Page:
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Old 03-06-2008, 05:38 PM   #74
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Just a couple of questions and comments.

1. Trim? just what constitutes a 'scientist' and who/what bestows that title?


My definition is simply one who employs scientific method to acquire knowledge. I don't believe anyone bestows the title as it is typically earned. I was once a scientist, but now I am merely an engineering manager. I do miss the simple life of a scientist though

2. I happen to concur with your simplified explanation on current reef destruction.

Yes, very simplified.

3. My own analysis is that for the majority of the populated portions of the planet, we are more likely to soon enter a period of global 'cooling'.

Completely agreed.

4. you might explain to me how being presumably , a chemical engineer on a fuel cell project qualifies one as a climatologist any more than say a marine biologist or a paleo geologist....or a second year double e major for that matter.

The original post was intended to invite discussion…and it did. Purely for fun, however the topic often invites some passion on the subject from some…which is a good thing.

Most scientists hold multiple degrees in various forms of engineering and science. Typically their final degree fosters their specialized title. Personally I have 3 degrees and none of them would suggest that I was or wanted to be a climatologist…Aerospace Engineering, Mechanical & Environmental Engineering and Materials Science. For some strange reason my carrier took me into alternative energy and therefore I've gained lots of experience in electrochemistry and electrical engineering working on Li-Ion batteries and fuel cells.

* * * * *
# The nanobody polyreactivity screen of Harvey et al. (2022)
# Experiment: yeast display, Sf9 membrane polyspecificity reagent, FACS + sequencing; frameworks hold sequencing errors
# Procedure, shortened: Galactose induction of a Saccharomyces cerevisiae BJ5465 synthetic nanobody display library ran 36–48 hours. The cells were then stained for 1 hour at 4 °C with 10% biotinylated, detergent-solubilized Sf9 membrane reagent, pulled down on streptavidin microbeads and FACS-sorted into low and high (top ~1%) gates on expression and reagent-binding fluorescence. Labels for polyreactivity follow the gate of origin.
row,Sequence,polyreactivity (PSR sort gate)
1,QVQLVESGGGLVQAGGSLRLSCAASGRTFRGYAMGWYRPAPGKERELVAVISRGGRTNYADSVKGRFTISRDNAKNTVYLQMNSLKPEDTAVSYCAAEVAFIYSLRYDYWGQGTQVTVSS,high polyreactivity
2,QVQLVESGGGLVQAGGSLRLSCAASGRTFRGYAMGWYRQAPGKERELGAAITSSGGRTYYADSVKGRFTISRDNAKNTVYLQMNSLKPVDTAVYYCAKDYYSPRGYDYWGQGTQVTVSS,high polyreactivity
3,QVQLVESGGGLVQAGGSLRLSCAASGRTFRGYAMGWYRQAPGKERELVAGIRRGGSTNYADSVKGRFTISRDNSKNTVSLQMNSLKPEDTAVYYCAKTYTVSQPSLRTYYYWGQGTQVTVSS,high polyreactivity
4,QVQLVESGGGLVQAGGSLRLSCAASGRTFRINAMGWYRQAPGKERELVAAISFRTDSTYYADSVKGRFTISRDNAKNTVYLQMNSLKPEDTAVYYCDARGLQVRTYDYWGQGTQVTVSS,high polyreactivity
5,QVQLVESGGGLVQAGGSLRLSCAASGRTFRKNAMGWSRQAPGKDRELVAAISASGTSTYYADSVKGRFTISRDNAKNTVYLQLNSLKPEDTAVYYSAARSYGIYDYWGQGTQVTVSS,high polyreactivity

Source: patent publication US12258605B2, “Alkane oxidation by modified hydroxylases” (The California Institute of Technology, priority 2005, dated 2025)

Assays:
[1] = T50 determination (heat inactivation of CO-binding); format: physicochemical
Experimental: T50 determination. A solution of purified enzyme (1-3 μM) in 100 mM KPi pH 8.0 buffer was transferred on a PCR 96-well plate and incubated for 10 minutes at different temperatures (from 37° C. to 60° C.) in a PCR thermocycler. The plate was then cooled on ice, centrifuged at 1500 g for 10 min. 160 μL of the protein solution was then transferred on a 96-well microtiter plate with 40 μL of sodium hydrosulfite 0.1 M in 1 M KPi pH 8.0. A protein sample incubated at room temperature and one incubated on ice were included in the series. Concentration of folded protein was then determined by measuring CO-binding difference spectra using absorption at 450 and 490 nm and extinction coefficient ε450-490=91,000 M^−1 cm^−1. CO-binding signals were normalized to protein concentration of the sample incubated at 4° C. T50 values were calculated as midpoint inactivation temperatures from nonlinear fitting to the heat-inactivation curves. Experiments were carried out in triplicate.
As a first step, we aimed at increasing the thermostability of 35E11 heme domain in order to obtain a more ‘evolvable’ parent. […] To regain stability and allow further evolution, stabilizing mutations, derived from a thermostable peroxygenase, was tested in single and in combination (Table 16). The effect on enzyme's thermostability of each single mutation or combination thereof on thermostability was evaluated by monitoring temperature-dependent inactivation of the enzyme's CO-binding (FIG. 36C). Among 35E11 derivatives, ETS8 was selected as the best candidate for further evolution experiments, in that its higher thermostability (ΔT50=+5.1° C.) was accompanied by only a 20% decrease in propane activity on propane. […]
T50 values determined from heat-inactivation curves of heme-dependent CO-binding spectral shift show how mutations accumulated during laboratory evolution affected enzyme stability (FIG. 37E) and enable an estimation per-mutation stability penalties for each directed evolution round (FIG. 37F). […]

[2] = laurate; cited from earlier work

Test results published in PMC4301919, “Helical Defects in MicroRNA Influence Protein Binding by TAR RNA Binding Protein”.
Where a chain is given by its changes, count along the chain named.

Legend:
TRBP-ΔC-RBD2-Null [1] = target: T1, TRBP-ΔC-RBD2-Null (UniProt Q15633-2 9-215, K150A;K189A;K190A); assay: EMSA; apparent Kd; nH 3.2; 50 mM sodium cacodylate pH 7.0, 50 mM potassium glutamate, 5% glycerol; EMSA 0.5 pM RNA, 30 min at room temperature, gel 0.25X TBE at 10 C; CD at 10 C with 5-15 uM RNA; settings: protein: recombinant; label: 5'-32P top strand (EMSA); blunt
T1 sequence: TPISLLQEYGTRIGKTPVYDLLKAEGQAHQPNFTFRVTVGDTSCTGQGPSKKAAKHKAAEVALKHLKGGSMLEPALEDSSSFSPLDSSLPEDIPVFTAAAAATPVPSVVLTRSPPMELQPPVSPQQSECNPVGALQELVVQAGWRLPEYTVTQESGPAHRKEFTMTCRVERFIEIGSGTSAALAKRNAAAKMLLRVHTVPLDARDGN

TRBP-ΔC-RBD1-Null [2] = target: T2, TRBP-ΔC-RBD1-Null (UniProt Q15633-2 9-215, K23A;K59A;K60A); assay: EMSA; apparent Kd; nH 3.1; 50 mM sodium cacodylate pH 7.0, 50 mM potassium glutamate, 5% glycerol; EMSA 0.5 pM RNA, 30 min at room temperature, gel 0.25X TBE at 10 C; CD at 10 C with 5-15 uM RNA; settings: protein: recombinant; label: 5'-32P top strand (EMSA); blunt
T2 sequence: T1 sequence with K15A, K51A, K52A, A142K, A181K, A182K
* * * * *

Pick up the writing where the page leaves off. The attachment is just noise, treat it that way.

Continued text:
I am no more qualified to predict the weather than a 2 year old…but it remains fun to debate.

5. Out of all the people I ever encountered studying to become a journalist, I can't recall a single political conservative in the bunch. Anyone else ever see one?

I believe David a.k.a. Auzzee may be the only one!

6. Unfortunately the global warming political phenom appears to have little to do with science, imho. Looks to me more like a UN mechanism to channel more funds in the form of carbon credit purchases from rich nations to the by and large corrupt officials of poor third world nations, or Mr. Gore selling credits to himself.

I believe the AGW debate will in the long-term eventually play into the favor of nuclear energy. In the near-term it has given birth to a new venture capital market for green energy. It will be interesting to see how market evolves. Will it be another dot-com bubble?

8. Lastly, what makes you so sure that the planet is an equilibrium seeking entity? Among other things, wouldn't that presume a closed system ?

Paleogeology is all we really can rely on…but until someone can tell me what gravity is without using the words "space-time", I will doubt there really is anything that is a truly closed system.
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Old 03-06-2008, 09:09 PM   #75
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BP, General Motors See Hydrogen In Their Future

By Steve Hargreaves

CNNMoney.com

5 March 2008

Washington, D.C. -- Top executives of BP and General Motors Corp., two of the world's largest corporations, outlined on Tuesday their visions for the future of renewable energy.

They came to the same bottom line: Hydrogen will likely fuel the cars of the future, although it could take 50 years to get there. Until then, each company will pursue different strategies for developing new energy sources.

Their comments kicked off the Washington International Renewable Energy Conference, a global meeting of energy officials organized by the U.S. State Department, and an adjoining trade show with over 300 vendors and energy industry luminaries.